Q6: I see the monitor as primarily a display, but as I want a USB hub integrated, the ability to plug in a USB storage stick or charge a phone/tablet is useful. Integrated inductive charging sounds nice, but would seem to conflict with the desire for a universal VESA mounting solution that could allow customers to use their own stands if they don’t like the default option. Inductive charging feels like putting too much into the monitor when that could just as easily be provided by a charging pad. A headphone jack on the side of the monitor (along with the USB ports) could also be useful, since many devices that you connect via HDMI may not have any speakers or headphone jack (such as a game console). An SD card slot is useful since my current monitor (Dell U2711) has one, but since a USB SD reader could be connected, a USB port is more important than an SD slot.

Q7: No, I don’t move my monitor (apart from maybe adjusting things like tilt/pivot/etc on the stand, they’re far too large to be considered as portable devices.

Q8: I voted for concept 3 (clean slate), but 2 and 1 seem quite clean and normal too, so perhaps decent options. I like the clean slate design (which I would prefer in black) because it seems like it would distract the least from the most important thing: the image on the display. Concept 1 (big eve) seems to have fabric, which is a very big “no” to me. Textured (matte) metal or plastic, please! Preferably black.

Q9: I voted against 6 (carry away), 4 (little furniture), and 5 (control center). 6 and 4 seem like they are trying to make the monitor an attention-grabbing piece, eschewing the simplicity that I desire. 5 seems like it’s trying to cram too much into the monitor that takes it away from my goal, a high quality yet affordable monitor that is great for gaming and media consumption, but does at least a passable job at semi-professional tasks.

Q10: The VESA mount for the stand found in concepts 1 and 2 is a must, as it allows the most flexibility to the user, by using the default stand, or a third-party stand, or a wall mount, or a movable arm. A removable power connector is important, otherwise it is too easy for damage to the $5 power cord to ruin the monitor that costs a hundred times as much. The clean and “normal looking” aesthetic as seen in concepts 1/2/3 is appealing because I want a monitor that doesn’t stand out, that is functional but appealing. I don’t want my monitor to make a statement, I want it to blend in.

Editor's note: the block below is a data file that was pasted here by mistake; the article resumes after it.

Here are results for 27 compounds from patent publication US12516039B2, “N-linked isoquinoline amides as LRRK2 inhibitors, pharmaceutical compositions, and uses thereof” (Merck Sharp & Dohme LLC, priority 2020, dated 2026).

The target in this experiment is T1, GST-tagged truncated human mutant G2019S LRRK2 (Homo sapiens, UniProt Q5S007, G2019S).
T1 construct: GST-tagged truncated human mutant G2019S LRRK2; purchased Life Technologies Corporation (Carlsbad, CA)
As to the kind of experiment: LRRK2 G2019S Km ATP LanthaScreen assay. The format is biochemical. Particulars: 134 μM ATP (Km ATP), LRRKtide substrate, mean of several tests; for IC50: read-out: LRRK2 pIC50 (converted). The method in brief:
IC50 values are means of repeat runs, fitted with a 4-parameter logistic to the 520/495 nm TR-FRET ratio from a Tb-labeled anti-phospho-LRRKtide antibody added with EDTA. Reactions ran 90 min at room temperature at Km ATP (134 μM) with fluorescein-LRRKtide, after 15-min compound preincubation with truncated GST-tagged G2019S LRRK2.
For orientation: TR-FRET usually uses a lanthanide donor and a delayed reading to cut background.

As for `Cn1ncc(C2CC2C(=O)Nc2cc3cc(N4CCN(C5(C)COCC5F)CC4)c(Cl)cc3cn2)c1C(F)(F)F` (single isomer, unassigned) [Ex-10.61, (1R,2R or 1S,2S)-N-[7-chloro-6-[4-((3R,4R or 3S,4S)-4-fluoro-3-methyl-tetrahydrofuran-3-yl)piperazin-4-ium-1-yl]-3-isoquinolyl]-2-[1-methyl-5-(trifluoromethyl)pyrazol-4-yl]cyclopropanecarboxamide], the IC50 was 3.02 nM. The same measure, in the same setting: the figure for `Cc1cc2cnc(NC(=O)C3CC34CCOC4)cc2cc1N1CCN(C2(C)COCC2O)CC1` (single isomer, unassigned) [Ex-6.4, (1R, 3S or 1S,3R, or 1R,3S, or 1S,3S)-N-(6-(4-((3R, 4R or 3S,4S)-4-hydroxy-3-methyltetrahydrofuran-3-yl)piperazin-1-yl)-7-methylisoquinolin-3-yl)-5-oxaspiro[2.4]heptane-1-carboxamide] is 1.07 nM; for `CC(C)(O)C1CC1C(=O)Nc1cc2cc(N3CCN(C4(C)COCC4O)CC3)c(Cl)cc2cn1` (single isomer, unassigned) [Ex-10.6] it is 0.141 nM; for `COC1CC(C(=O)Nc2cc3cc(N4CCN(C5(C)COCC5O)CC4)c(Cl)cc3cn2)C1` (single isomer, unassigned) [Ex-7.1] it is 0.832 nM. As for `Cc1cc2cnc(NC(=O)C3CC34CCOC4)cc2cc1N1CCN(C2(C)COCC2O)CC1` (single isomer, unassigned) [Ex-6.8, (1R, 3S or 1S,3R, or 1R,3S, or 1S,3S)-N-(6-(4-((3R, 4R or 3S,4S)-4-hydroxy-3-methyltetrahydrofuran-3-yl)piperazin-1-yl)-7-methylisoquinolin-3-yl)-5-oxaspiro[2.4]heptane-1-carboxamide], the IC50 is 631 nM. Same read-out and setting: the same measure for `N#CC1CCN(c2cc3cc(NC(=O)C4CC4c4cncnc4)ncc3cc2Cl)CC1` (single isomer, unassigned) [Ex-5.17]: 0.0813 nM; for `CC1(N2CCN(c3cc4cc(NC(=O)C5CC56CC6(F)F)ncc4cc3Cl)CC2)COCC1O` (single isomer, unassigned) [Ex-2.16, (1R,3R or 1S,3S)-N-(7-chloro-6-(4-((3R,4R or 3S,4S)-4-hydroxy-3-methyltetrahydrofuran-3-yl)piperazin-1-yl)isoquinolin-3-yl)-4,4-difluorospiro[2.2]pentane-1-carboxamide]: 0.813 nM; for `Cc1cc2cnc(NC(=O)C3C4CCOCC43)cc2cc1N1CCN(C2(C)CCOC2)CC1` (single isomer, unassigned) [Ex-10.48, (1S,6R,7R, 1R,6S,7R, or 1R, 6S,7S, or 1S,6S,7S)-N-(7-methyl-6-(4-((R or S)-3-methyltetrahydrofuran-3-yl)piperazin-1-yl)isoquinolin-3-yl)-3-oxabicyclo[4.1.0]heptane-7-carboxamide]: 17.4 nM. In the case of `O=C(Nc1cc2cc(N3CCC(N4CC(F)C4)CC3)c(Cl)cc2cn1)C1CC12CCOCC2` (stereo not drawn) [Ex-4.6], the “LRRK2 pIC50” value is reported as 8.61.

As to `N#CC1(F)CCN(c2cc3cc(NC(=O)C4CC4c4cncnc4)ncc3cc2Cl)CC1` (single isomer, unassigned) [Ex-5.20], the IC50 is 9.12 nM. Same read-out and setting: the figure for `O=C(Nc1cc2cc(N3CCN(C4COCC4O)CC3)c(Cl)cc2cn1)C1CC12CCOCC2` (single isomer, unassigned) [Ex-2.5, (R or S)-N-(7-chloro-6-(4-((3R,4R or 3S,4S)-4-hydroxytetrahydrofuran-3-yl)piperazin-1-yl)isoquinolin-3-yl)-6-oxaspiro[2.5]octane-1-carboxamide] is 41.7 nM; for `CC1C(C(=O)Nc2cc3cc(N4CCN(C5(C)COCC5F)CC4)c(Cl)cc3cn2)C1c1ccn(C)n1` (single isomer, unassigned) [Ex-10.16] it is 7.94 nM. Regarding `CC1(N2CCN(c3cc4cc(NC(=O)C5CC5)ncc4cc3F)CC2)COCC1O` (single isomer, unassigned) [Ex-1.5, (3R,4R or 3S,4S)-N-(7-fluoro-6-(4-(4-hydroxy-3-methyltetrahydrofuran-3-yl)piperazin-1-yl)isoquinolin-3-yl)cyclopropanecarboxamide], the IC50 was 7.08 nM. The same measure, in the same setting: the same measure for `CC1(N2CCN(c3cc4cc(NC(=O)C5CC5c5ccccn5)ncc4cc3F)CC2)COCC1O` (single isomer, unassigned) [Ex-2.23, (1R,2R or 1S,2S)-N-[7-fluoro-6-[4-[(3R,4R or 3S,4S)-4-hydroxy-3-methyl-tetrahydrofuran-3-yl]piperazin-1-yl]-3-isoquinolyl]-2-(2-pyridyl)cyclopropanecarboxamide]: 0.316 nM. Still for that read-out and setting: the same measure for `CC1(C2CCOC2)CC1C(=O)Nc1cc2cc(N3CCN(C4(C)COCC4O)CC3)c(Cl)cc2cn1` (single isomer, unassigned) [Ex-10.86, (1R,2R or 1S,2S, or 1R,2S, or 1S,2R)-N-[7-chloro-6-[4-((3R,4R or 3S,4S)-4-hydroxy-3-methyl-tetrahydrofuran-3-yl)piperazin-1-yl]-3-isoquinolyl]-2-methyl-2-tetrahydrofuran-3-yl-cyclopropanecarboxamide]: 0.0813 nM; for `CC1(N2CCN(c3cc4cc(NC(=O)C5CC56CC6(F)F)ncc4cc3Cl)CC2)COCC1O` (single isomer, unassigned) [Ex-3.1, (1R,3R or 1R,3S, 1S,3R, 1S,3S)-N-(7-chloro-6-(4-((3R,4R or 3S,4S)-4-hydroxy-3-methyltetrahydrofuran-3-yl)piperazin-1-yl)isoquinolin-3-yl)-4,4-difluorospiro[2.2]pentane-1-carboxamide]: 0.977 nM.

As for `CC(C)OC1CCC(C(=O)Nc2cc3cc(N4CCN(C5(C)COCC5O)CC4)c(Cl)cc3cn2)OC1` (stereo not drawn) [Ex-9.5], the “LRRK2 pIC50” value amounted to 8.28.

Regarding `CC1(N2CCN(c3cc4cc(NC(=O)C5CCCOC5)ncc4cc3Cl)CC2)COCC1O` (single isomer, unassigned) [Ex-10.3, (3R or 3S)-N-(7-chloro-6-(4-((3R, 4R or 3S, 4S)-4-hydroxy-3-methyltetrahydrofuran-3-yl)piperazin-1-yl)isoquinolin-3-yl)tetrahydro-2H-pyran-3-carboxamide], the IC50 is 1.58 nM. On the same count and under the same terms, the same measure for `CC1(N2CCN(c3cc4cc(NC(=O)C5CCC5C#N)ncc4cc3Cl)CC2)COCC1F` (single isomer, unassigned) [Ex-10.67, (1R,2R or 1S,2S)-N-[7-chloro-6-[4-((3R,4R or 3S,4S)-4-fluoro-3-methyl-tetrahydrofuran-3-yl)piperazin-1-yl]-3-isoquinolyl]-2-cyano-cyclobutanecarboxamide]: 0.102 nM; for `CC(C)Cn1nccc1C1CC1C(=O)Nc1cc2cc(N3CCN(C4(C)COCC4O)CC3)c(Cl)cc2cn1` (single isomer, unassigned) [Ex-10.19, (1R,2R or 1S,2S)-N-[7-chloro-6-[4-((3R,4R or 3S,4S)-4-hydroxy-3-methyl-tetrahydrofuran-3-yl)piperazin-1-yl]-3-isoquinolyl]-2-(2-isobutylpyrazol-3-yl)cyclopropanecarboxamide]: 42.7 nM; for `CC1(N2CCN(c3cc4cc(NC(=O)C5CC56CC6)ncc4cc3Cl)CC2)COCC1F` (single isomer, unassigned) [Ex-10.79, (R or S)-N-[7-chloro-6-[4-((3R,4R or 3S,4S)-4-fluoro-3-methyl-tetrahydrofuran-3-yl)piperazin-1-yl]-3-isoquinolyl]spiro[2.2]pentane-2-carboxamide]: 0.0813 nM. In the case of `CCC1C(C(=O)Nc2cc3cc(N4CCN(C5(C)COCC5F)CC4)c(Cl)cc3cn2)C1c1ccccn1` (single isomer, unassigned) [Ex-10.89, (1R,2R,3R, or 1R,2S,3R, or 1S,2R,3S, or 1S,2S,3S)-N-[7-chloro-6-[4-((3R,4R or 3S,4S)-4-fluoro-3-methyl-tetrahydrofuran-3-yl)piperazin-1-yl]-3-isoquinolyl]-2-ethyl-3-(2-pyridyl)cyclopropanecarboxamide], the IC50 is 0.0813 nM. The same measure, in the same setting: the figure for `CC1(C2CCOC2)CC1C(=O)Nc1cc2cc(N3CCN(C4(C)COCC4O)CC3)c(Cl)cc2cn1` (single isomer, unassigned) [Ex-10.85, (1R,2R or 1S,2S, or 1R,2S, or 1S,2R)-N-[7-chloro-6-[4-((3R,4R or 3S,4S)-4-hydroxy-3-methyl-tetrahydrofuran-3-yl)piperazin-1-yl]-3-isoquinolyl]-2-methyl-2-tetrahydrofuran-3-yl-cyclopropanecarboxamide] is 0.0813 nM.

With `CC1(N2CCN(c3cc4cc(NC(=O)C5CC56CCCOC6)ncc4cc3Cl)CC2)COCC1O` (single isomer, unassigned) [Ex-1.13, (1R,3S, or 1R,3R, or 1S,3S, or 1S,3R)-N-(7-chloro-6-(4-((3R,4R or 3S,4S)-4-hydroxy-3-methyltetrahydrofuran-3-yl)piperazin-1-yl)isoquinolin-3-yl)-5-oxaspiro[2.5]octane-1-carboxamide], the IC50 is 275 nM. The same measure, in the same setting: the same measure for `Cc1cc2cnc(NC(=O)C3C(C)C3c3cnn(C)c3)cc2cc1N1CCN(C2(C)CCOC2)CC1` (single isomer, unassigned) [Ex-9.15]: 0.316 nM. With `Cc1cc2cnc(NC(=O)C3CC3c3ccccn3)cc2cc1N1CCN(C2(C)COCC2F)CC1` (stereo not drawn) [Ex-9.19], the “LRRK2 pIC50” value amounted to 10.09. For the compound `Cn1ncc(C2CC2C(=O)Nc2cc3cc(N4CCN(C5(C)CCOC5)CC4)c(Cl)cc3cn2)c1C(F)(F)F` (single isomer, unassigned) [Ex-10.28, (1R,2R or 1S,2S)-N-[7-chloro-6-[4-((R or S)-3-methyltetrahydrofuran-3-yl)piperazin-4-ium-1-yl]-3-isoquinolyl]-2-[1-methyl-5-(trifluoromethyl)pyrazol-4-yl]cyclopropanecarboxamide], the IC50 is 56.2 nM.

On the subject of controls, Linus Tech Tips has referenced controls (both good and bad) often when they review monitors. Bad controls are usually an array of buttons that are out of sight (so it’s not clear which buttons correspond to which action in the UI) or awkward to use. They usually praise as the best controls a little 4-way-plus-click joystick, which is often recessed on the bottom edge of the monitor, as this is typically very intuitive and it provides obvious directionality to cursor movement or option changes in the menu. Please take a look at all the monitor reviews on LTT for examples of what they liked and disliked about monitor controls.

3 Likes

At the moment Im using a three Monitor setup. One big color measured 40" 4k Display in the center and 2 x HD Monitors vertical left and right. Neither the brand nor the type of monitor really matter for me on the two outside ones but the middle one is important. I want a clean Monitor for working, so I dont need it to be furniture.
Power cable should definitly be removable… First of all, I hate it if the power cable breaks and you waste time for opening the device or even have to send it somewhere. Also I sometimes take my Monitor with me on site and I like just to disconnect it and take it away without climbing under the desk or whatever.
I don`t need a hub, cause usally I only connect the computer to it and nothing else.

1 Like